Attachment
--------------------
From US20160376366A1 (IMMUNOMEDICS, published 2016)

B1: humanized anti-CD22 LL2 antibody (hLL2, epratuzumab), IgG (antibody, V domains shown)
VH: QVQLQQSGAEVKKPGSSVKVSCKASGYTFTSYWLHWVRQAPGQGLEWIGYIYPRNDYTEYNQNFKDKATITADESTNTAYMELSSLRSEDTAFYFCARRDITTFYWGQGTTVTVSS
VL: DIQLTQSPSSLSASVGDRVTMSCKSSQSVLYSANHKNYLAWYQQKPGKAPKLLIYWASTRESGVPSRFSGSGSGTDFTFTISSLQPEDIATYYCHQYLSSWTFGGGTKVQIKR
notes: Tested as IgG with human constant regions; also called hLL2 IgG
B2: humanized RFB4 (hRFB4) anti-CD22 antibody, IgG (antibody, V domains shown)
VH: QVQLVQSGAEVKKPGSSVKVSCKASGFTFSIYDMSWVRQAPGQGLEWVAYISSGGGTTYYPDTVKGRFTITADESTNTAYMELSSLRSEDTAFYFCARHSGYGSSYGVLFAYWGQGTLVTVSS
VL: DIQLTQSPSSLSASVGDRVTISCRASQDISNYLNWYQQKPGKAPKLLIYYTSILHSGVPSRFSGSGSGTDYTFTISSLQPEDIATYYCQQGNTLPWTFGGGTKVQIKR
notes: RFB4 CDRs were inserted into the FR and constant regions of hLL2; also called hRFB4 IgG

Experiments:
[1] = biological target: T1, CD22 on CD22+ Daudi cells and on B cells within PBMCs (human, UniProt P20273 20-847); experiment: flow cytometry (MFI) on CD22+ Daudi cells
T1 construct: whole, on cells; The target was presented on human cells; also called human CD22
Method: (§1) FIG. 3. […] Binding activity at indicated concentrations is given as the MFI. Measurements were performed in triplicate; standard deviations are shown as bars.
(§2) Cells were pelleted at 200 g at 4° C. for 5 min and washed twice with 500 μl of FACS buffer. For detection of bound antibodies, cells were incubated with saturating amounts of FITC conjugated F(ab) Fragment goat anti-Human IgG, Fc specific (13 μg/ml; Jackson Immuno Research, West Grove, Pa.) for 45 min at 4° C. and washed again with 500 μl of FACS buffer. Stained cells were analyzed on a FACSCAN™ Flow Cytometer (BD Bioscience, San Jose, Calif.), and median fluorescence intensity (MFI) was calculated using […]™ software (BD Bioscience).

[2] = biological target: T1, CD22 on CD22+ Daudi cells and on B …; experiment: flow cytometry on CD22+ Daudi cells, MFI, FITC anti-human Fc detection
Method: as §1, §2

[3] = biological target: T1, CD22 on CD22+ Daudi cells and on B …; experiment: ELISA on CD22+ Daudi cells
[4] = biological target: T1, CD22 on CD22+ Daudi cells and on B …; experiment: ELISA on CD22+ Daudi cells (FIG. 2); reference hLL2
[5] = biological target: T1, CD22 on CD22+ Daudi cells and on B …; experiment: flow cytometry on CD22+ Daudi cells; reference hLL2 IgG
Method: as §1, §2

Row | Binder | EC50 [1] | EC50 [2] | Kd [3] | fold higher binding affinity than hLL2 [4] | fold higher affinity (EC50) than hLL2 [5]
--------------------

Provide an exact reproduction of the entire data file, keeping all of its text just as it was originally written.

From US20160376366A1 (IMMUNOMEDICS, published 2016)

B1: humanized anti-CD22 LL2 antibody (hLL2, epratuzumab), IgG (antibody, V domains shown)
VH: QVQLQQSGAEVKKPGSSVKVSCKASGYTFTSYWLHWVRQAPGQGLEWIGYIYPRNDYTEYNQNFKDKATITADESTNTAYMELSSLRSEDTAFYFCARRDITTFYWGQGTTVTVSS
VL: DIQLTQSPSSLSASVGDRVTMSCKSSQSVLYSANHKNYLAWYQQKPGKAPKLLIYWASTRESGVPSRFSGSGSGTDFTFTISSLQPEDIATYYCHQYLSSWTFGGGTKVQIKR
notes: Tested as IgG with human constant regions; also called hLL2 IgG
B2: humanized RFB4 (hRFB4) anti-CD22 antibody, IgG (antibody, V domains shown)
VH: QVQLVQSGAEVKKPGSSVKVSCKASGFTFSIYDMSWVRQAPGQGLEWVAYISSGGGTTYYPDTVKGRFTITADESTNTAYMELSSLRSEDTAFYFCARHSGYGSSYGVLFAYWGQGTLVTVSS
VL: DIQLTQSPSSLSASVGDRVTISCRASQDISNYLNWYQQKPGKAPKLLIYYTSILHSGVPSRFSGSGSGTDYTFTISSLQPEDIATYYCQQGNTLPWTFGGGTKVQIKR
notes: RFB4 CDRs were inserted into the FR and constant regions of hLL2; also called hRFB4 IgG

Experiments:
[1] = biological target: T1, CD22 on CD22+ Daudi cells and on B cells within PBMCs (human, UniProt P20273 20-847); experiment: flow cytometry (MFI) on CD22+ Daudi cells
T1 construct: whole, on cells; The target was presented on human cells; also called human CD22
Method: (§1) FIG. 3. […] Binding activity at indicated concentrations is given as the MFI. Measurements were performed in triplicate; standard deviations are shown as bars.
(§2) Cells were pelleted at 200 g at 4° C. for 5 min and washed twice with 500 μl of FACS buffer. For detection of bound antibodies, cells were incubated with saturating amounts of FITC conjugated F(ab) Fragment goat anti-Human IgG, Fc specific (13 μg/ml; Jackson Immuno Research, West Grove, Pa.) for 45 min at 4° C. and washed again with 500 μl of FACS buffer. Stained cells were analyzed on a FACSCAN™ Flow Cytometer (BD Bioscience, San Jose, Calif.), and median fluorescence intensity (MFI) was calculated using […]™ software (BD Bioscience).

[2] = biological target: T1, CD22 on CD22+ Daudi cells and on B …; experiment: flow cytometry on CD22+ Daudi cells, MFI, FITC anti-human Fc detection
Method: as §1, §2

[3] = biological target: T1, CD22 on CD22+ Daudi cells and on B …; experiment: ELISA on CD22+ Daudi cells
[4] = biological target: T1, CD22 on CD22+ Daudi cells and on B …; experiment: ELISA on CD22+ Daudi cells (FIG. 2); reference hLL2
[5] = biological target: T1, CD22 on CD22+ Daudi cells and on B …; experiment: flow cytometry on CD22+ Daudi cells; reference hLL2 IgG
Method: as §1, §2

Row | Binder | EC50 [1] | EC50 [2] | Kd [3] | fold higher binding affinity than hLL2 [4] | fold higher affinity (EC50) than hLL2 [5]